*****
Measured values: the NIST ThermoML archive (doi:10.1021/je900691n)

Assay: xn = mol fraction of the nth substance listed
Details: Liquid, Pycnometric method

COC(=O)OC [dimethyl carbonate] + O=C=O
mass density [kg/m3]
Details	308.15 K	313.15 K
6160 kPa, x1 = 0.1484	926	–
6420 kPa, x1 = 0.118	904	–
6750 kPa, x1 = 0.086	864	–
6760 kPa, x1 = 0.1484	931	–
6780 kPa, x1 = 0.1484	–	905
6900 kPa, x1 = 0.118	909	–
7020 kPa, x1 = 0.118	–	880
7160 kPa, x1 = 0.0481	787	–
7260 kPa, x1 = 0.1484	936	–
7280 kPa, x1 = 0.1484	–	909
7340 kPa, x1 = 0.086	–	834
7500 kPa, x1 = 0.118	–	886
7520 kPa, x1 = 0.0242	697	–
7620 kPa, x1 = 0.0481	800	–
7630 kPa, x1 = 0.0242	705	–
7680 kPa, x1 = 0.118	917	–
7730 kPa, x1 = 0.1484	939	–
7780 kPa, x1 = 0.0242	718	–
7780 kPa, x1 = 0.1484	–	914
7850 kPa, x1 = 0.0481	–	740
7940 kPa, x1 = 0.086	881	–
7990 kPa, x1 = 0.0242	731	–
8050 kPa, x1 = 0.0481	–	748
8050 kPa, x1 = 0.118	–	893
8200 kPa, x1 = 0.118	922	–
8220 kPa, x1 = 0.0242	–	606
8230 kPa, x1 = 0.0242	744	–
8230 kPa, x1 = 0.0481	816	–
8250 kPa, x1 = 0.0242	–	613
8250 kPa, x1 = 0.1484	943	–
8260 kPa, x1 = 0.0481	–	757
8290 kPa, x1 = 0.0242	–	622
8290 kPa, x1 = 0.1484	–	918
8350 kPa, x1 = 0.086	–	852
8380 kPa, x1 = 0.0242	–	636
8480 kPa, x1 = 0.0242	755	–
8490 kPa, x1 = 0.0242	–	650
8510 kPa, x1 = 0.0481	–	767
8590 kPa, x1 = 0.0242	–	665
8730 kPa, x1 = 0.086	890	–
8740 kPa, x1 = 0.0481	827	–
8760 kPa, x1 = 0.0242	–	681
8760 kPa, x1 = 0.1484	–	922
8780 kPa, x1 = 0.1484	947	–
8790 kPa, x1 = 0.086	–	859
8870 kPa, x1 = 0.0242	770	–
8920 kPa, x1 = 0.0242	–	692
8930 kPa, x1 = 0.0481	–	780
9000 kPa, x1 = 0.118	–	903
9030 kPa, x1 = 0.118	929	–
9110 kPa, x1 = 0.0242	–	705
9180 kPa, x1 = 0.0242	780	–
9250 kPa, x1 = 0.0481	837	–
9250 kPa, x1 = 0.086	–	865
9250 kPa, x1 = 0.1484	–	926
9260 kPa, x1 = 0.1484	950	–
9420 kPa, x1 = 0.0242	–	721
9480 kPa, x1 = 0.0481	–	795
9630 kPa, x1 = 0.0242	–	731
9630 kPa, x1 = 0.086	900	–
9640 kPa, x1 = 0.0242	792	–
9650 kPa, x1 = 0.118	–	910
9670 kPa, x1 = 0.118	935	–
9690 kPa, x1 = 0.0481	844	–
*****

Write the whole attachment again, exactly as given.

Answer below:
Measured values: the NIST ThermoML archive (doi:10.1021/je900691n)

Assay: xn = mol fraction of the nth substance listed
Details: Liquid, Pycnometric method

COC(=O)OC [dimethyl carbonate] + O=C=O
mass density [kg/m3]
Details	308.15 K	313.15 K
6160 kPa, x1 = 0.1484	926	–
6420 kPa, x1 = 0.118	904	–
6750 kPa, x1 = 0.086	864	–
6760 kPa, x1 = 0.1484	931	–
6780 kPa, x1 = 0.1484	–	905
6900 kPa, x1 = 0.118	909	–
7020 kPa, x1 = 0.118	–	880
7160 kPa, x1 = 0.0481	787	–
7260 kPa, x1 = 0.1484	936	–
7280 kPa, x1 = 0.1484	–	909
7340 kPa, x1 = 0.086	–	834
7500 kPa, x1 = 0.118	–	886
7520 kPa, x1 = 0.0242	697	–
7620 kPa, x1 = 0.0481	800	–
7630 kPa, x1 = 0.0242	705	–
7680 kPa, x1 = 0.118	917	–
7730 kPa, x1 = 0.1484	939	–
7780 kPa, x1 = 0.0242	718	–
7780 kPa, x1 = 0.1484	–	914
7850 kPa, x1 = 0.0481	–	740
7940 kPa, x1 = 0.086	881	–
7990 kPa, x1 = 0.0242	731	–
8050 kPa, x1 = 0.0481	–	748
8050 kPa, x1 = 0.118	–	893
8200 kPa, x1 = 0.118	922	–
8220 kPa, x1 = 0.0242	–	606
8230 kPa, x1 = 0.0242	744	–
8230 kPa, x1 = 0.0481	816	–
8250 kPa, x1 = 0.0242	–	613
8250 kPa, x1 = 0.1484	943	–
8260 kPa, x1 = 0.0481	–	757
8290 kPa, x1 = 0.0242	–	622
8290 kPa, x1 = 0.1484	–	918
8350 kPa, x1 = 0.086	–	852
8380 kPa, x1 = 0.0242	–	636
8480 kPa, x1 = 0.0242	755	–
8490 kPa, x1 = 0.0242	–	650
8510 kPa, x1 = 0.0481	–	767
8590 kPa, x1 = 0.0242	–	665
8730 kPa, x1 = 0.086	890	–
8740 kPa, x1 = 0.0481	827	–
8760 kPa, x1 = 0.0242	–	681
8760 kPa, x1 = 0.1484	–	922
8780 kPa, x1 = 0.1484	947	–
8790 kPa, x1 = 0.086	–	859
8870 kPa, x1 = 0.0242	770	–
8920 kPa, x1 = 0.0242	–	692
8930 kPa, x1 = 0.0481	–	780
9000 kPa, x1 = 0.118	–	903
9030 kPa, x1 = 0.118	929	–
9110 kPa, x1 = 0.0242	–	705
9180 kPa, x1 = 0.0242	780	–
9250 kPa, x1 = 0.0481	837	–
9250 kPa, x1 = 0.086	–	865
9250 kPa, x1 = 0.1484	–	926
9260 kPa, x1 = 0.1484	950	–
9420 kPa, x1 = 0.0242	–	721
9480 kPa, x1 = 0.0481	–	795
9630 kPa, x1 = 0.0242	–	731
9630 kPa, x1 = 0.086	900	–
9640 kPa, x1 = 0.0242	792	–
9650 kPa, x1 = 0.118	–	910
9670 kPa, x1 = 0.118	935	–
9690 kPa, x1 = 0.0481	844	–